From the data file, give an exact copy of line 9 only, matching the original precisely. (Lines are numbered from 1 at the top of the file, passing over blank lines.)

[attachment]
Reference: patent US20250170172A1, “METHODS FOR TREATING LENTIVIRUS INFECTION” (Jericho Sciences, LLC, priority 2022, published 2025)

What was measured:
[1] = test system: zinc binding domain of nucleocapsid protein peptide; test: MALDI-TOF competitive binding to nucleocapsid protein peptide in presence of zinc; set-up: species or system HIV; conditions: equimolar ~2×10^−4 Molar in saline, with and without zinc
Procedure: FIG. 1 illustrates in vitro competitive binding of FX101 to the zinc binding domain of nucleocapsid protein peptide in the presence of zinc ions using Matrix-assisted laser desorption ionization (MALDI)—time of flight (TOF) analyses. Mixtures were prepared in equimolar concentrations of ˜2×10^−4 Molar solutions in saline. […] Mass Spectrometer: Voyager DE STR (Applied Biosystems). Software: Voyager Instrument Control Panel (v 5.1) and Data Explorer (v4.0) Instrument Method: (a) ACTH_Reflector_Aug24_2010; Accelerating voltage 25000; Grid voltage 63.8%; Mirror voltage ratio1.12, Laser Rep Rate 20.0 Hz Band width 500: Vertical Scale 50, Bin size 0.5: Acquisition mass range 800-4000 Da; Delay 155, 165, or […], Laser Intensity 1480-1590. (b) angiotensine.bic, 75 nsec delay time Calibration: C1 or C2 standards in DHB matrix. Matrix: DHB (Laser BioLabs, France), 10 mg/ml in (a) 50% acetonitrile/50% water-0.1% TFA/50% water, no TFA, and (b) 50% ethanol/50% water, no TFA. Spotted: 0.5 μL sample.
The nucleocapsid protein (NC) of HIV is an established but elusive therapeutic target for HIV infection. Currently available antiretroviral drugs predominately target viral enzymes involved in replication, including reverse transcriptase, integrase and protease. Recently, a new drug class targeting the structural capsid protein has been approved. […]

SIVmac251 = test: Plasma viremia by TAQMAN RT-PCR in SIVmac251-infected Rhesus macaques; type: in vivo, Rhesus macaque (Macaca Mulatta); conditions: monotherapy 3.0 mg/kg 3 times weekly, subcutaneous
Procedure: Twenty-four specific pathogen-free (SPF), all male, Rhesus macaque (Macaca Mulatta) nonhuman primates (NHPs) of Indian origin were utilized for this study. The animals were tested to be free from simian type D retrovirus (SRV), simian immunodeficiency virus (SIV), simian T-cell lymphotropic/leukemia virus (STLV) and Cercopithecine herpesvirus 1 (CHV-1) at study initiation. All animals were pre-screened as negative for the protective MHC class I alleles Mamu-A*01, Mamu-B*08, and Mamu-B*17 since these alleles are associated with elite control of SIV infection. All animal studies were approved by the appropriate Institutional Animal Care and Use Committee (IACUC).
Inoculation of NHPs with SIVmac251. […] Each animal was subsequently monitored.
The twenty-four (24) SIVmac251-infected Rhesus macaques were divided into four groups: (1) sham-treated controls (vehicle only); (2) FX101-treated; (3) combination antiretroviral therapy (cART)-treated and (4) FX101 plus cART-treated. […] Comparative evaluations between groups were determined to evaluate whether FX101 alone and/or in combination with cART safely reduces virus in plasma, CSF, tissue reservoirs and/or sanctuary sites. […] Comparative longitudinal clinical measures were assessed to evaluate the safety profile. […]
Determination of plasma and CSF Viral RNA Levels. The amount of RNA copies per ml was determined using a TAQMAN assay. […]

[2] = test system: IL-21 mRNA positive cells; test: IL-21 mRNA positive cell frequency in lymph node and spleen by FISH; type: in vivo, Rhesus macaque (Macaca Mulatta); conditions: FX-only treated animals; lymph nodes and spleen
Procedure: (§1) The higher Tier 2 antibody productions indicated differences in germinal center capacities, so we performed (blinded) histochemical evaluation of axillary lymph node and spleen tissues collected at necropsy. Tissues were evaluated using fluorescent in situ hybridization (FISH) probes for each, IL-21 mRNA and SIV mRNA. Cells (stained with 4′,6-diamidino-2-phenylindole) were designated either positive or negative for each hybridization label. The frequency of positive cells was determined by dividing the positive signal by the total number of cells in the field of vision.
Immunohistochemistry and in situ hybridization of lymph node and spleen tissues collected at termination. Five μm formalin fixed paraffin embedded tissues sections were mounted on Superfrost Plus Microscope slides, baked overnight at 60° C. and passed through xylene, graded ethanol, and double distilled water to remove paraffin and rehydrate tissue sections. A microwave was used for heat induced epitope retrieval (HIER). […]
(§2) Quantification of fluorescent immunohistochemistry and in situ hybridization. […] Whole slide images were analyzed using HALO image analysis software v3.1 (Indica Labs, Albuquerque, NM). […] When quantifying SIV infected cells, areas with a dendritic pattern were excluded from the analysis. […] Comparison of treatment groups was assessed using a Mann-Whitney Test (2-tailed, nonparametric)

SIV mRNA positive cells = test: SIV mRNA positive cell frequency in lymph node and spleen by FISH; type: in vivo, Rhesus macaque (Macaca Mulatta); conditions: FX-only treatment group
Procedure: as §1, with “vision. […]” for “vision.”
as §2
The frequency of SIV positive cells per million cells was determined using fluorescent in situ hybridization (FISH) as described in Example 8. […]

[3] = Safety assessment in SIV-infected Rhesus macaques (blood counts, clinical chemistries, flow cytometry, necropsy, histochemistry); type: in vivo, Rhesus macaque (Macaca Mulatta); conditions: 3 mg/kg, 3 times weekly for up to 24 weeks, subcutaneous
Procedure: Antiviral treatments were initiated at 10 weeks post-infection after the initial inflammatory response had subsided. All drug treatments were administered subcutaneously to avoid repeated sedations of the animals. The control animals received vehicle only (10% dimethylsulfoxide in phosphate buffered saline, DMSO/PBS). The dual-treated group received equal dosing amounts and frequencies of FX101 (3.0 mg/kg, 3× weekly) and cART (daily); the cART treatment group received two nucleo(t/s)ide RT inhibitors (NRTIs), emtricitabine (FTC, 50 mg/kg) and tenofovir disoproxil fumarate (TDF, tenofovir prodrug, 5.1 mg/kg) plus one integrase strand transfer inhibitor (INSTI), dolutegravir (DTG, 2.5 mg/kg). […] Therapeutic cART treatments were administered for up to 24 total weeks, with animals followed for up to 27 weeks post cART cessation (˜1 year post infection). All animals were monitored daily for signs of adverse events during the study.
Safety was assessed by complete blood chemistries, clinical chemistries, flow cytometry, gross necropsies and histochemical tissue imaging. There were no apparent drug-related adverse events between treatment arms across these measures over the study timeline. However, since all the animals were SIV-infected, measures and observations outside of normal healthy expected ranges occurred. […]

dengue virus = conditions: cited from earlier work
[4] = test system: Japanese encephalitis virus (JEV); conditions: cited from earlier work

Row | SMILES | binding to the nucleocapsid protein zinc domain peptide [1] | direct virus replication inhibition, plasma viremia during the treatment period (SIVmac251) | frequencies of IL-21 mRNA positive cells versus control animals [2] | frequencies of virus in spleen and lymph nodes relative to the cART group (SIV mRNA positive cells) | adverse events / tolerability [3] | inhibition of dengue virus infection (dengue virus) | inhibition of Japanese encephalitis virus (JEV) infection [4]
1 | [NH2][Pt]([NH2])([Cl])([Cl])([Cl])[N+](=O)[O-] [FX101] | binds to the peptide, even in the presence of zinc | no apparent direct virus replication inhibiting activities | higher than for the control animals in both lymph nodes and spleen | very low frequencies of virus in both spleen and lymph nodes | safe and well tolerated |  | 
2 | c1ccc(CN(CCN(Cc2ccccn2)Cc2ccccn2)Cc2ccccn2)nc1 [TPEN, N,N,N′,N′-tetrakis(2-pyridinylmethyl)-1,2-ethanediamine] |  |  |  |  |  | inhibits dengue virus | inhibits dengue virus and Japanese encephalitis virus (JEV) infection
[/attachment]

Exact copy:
The twenty-four (24) SIVmac251-infected Rhesus macaques were divided into four groups: (1) sham-treated controls (vehicle only); (2) FX101-treated; (3) combination antiretroviral therapy (cART)-treated and (4) FX101 plus cART-treated. […] Comparative evaluations between groups were determined to evaluate whether FX101 alone and/or in combination with cART safely reduces virus in plasma, CSF, tissue reservoirs and/or sanctuary sites. […] Comparative longitudinal clinical measures were assessed to evaluate the safety profile. […]